Nigerian governors have a lot of responsibility when they’re in office. In charge of their state’s budget and with access to large amounts of money, these men and women are in a position to make a tremendous change—for better or for worse.
Sadly, many Nigerian governors haven’t used the power entrusted to them for good; instead, they’ve used their position for personal gain. Often, that means stealing from the public coffers or misappropriating funds meant for one project toward another.
While these governors enjoy the lavish lifestyle that comes with wealth and power while in office, as soon as they step down from their role as governors, an investigation begins into their activities while in office. Here are some Nigerian governors who have been sent to jail after their time as governors:
Nigerian Governors Who Were Sent to Jail After Office
Mr. James Ibori served as the governor of Delta state. A judge in London handed down the thirteen-year prison term after finding him guilty of stealing from the government of Nigeria. Ibori was found guilty of stealing at least $250 million of public monies during the time that he served as governor of Delta state.
He pled guilty to ten charges of money laundering and conspiracy to defraud at Southwark Crown Court in London. He was then punished for his crimes. Ibori was granted a court order that resulted in his release from jail in December of 2016. He was sentenced to 13 years in prison, however, he only spent four of those years.
Late Diepreye Alamieyeseigha
Ex-governor Diepreye Alamieyeseigha served as governor of Bayelsa state in Nigeria. In 2007, he was found guilty on charges including money laundering and bribery and received a sentence of two years in prison. After spending almost two years in custody while awaiting trial, he was only required to serve a few days of his sentence.
In 2005, Alamieyeseigha was first detained in London, but he jumped bail and made his way back to Nigeria disguised as a woman. Later, he was removed from office on the allegations brought against him at home, and the authorities took measures to take a significant portion of his property in Britain. On the 10th of October 2015, it was announced that he passed away at the University of Port Harcourt Teaching Hospital as the result of a heart attack.
Joshua Dariye served as Plateau State’s governor for a while. Additionally, he was a senator in the year 2018. On the 20th of January in 2004, he was detained in London, England, while he was still serving as governor. He was in possession of huge amounts of funds. It was alleged that he stole around $9 million worth of public cash and engaged in money laundering.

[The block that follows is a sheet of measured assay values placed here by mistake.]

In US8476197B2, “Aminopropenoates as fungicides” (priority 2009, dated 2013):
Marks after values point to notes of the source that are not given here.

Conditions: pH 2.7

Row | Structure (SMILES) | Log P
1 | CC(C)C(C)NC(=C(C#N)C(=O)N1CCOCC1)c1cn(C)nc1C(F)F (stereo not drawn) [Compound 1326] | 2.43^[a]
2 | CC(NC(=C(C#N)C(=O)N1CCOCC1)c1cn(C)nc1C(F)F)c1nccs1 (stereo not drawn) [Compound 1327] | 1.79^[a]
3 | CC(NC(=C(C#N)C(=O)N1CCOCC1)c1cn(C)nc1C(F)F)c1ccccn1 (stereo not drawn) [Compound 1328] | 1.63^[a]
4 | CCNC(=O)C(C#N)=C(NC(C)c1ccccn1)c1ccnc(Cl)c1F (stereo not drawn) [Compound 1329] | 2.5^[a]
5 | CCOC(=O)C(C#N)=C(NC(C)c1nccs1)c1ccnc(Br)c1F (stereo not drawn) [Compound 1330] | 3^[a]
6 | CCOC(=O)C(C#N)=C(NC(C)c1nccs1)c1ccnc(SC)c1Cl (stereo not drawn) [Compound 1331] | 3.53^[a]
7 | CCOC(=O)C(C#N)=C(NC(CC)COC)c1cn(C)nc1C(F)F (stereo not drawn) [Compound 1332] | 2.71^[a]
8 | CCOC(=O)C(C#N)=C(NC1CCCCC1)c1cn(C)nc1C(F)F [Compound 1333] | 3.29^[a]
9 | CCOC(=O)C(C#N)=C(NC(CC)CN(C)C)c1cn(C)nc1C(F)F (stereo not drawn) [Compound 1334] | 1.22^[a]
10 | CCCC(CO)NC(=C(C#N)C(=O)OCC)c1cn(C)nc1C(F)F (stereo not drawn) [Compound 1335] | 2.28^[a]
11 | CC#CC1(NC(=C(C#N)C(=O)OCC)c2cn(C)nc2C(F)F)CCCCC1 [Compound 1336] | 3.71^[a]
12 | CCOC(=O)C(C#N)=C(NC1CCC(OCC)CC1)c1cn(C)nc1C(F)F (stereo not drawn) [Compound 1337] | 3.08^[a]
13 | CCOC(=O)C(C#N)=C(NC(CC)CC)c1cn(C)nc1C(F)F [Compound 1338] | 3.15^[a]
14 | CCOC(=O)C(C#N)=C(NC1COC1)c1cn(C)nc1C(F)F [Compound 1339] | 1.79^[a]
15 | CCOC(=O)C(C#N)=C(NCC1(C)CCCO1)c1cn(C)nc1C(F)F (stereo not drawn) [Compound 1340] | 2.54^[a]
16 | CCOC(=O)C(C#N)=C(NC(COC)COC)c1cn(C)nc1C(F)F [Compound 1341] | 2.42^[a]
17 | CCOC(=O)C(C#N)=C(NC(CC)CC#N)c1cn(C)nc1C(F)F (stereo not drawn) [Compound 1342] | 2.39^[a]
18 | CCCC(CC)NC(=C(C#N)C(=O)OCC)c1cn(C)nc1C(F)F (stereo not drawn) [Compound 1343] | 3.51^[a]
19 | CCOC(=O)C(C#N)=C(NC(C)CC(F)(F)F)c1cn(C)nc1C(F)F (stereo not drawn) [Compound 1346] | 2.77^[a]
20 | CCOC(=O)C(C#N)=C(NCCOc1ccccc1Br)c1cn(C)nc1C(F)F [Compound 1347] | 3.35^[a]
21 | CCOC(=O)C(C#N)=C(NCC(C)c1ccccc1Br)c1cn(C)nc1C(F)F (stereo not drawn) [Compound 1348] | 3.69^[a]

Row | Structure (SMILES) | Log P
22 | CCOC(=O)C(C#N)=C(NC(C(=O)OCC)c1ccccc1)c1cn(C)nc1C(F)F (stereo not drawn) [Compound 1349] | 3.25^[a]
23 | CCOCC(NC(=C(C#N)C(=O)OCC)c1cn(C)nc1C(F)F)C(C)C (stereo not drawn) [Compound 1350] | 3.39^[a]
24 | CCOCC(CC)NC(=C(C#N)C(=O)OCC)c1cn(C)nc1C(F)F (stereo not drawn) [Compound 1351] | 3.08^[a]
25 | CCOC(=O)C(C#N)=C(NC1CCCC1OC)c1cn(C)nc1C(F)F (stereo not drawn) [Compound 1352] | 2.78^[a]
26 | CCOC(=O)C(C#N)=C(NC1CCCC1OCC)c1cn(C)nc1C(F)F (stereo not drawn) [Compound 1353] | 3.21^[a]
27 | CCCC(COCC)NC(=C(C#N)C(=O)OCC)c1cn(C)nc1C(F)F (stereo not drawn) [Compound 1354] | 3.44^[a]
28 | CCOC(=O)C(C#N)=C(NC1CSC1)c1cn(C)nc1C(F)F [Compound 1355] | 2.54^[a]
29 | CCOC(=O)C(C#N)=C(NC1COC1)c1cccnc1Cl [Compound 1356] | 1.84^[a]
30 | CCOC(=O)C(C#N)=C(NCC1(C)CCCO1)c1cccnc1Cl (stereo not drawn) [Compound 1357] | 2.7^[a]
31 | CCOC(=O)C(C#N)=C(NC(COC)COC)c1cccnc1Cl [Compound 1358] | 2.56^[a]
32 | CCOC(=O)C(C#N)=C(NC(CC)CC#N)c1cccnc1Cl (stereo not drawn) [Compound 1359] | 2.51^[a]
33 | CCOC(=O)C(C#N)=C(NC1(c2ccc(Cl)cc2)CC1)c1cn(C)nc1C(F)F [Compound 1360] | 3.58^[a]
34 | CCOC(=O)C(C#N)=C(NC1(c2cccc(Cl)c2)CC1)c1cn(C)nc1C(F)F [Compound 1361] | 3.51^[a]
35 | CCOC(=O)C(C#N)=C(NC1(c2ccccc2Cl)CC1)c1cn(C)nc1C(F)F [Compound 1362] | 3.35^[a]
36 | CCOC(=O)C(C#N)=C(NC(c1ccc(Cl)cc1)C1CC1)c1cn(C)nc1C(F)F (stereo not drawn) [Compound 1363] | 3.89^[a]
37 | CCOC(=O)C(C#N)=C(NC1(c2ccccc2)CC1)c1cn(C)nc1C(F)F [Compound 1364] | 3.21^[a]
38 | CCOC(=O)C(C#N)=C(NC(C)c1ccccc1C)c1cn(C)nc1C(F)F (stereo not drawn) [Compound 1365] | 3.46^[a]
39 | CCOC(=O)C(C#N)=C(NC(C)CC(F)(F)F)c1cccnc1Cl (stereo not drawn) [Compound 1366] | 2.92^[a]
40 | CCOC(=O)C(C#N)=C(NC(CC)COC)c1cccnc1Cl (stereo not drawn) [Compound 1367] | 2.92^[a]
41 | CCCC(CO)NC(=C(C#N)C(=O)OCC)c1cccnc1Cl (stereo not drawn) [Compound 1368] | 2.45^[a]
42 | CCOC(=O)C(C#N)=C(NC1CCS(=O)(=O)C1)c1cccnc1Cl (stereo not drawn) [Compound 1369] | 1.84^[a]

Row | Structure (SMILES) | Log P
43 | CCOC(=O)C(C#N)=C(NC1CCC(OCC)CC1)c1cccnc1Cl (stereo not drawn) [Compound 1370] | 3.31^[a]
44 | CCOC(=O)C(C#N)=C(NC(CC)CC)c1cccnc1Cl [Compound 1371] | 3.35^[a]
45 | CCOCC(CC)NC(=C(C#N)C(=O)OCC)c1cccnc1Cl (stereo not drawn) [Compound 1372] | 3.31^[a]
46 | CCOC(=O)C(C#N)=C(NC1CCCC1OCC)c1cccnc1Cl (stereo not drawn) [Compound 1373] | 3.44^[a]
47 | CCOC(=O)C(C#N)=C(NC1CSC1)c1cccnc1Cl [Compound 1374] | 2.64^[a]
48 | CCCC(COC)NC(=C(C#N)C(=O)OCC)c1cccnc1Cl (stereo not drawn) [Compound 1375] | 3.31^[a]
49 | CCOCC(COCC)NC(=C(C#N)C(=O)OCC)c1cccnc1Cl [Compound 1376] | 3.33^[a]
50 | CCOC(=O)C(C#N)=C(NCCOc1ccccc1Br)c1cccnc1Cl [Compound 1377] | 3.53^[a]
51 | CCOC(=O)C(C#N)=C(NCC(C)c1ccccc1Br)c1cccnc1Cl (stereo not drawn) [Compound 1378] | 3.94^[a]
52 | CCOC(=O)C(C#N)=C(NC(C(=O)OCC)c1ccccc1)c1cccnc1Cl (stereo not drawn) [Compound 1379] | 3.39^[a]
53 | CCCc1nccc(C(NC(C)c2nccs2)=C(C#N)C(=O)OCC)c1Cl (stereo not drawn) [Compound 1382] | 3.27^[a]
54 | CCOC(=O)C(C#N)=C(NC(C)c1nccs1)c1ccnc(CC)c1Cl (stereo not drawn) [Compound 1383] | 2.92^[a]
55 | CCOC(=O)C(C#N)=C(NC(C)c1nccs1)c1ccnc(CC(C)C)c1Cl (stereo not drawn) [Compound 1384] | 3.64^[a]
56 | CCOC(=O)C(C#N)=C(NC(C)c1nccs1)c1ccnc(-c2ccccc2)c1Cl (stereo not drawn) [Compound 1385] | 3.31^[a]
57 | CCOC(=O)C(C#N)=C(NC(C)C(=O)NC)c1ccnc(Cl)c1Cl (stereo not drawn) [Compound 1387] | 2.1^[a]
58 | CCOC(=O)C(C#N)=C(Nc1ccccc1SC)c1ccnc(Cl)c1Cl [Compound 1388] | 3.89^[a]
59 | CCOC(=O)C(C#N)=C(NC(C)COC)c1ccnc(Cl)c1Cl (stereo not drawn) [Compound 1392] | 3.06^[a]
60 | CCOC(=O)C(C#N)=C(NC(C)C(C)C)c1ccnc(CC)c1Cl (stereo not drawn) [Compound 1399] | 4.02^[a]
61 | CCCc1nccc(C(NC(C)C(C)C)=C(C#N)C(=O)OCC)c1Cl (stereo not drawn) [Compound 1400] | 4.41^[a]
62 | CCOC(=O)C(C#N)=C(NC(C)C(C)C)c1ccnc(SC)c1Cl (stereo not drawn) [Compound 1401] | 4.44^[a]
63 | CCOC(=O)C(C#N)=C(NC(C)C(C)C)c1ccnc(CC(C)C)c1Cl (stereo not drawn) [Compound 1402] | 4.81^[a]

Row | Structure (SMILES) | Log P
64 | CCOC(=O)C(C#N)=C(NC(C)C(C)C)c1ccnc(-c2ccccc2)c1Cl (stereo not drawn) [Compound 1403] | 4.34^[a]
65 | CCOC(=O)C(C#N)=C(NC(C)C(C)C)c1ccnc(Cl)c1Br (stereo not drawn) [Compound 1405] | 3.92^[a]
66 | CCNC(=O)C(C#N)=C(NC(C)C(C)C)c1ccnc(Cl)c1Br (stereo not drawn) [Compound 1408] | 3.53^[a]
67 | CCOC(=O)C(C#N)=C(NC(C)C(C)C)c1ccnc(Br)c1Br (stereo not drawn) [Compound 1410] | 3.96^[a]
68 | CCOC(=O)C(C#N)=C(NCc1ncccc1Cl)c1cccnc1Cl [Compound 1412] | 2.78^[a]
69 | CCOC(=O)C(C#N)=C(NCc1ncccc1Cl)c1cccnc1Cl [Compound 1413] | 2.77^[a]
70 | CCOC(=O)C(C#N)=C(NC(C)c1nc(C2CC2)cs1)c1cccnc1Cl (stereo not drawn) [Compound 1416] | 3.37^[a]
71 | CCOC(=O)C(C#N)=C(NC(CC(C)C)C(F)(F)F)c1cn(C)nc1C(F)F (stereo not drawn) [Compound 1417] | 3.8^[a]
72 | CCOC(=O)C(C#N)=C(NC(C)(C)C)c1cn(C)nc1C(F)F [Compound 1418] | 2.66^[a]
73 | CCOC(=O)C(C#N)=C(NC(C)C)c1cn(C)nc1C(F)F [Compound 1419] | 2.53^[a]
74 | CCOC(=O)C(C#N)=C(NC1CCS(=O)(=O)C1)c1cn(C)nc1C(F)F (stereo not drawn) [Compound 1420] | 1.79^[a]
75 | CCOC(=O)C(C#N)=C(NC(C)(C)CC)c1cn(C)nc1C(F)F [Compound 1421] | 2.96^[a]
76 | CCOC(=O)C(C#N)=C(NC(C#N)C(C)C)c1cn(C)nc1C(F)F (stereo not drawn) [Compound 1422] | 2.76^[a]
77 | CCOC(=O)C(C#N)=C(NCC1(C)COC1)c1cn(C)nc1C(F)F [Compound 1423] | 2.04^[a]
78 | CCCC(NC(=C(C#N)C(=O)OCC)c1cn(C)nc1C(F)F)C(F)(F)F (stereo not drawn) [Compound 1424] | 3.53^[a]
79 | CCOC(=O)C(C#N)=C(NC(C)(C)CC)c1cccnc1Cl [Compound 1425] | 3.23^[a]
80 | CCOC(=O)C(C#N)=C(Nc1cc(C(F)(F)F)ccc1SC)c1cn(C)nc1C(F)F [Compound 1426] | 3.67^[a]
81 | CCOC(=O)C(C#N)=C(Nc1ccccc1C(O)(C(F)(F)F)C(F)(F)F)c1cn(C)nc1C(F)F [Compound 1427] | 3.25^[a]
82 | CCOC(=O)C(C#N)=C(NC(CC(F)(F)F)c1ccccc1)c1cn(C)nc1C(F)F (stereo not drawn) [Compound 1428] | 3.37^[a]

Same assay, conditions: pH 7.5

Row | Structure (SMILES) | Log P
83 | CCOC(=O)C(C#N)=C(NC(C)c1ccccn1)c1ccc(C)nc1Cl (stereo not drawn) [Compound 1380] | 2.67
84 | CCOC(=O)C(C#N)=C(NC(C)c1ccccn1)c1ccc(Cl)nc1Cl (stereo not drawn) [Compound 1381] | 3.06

In 2007, the EFCC filed 23 charges of money laundering against Dariye, most of which included the alleged misappropriation of around N1.126 billion in ecological funds from the Plateau State Government.
In 2018, a high court in Abuja handed down a sentence of 14 years in jail to Dariye for the allegations of criminal breach of trust and misuse of money (1.6 billion Naira) that were brought against him when he was serving as Governor of the state of Plateau. The original sentence of 14 years that had been handed down to Dariye was reduced to 10 years in 2018.
He served as the governor of Taraba State in the past. After being found guilty on 27 out of 41 charges of suspected misappropriation of public funds. Nyame was given a sentence of 14 years in jail without the opportunity of paying a fine.
Lucky Igbenedion was the first Nigerian ex-governor to be convicted of stealing from the public coffers. He served as governor of Edo state during his time in office. The Economic and Financial Crimes Commission (EFCC) accused him of 142 instances of corruption totaling N25 billion while utilizing front organizations.
In 2008, Lucky made a deal to engage in a plea bargain with the commission. As part of the deal, he returned a portion of the money that was said to have been stolen by him and then went home.
James Bala Ngilari
Up until May 2015, he served as the governor of the Adamawa state in the state’s northeastern region. He was found guilty of failing to follow proper procedure when he was awarded a contract for the purchase of 25 vehicles at a sum of 167 million Naira ($548,891).
Ngilari was given a sentence of five years in prison without the possibility of paying a fine after the Economic and Financial Crimes Commission (EFCC) in September 2016 found him guilty of five of the 17 accusations that had been brought against him. His conviction did not last long since he was eventually exonerated and released by the Court of Appeal after appealing his case.
Orji Uzor Kalu
Orji Kalu was elected as the governor of Abia State on May 29, 1999, and he served in that capacity until May 29, 2007. In addition to other multiple sentences ranging from 3 years to 5 years on 27 counts, the Lagos Division of the Federal High Court found Kalu guilty on Thursday, December 5, 2019, and sentenced him to 12 years in prison for fraud involving N7.65 billion.
The other sentences ranged from 3 years to 5 years. The request for his release from detention at Kuje Prison was granted by a Federal High Court in Lagos.
The plea of the applicant was heard by Justice Mohammed Liman, who was presiding over the ongoing action of the applicant, and he ordered the release of Kalu.
Since corruption is a problem that has become deeply ingrained in Nigeria’s political system, some public office holders get arraigned for corruption and money laundering, but then the case is dropped and nothing more is heard about it. Other public office holders, however, do get served, even though many Nigerians believe that such punishments ought to be more severe so that offenders can better understand the struggles of the average citizen.
As our nation continues to make progress with the rule of law, hopefully, we will see fewer and fewer of these instances in the future.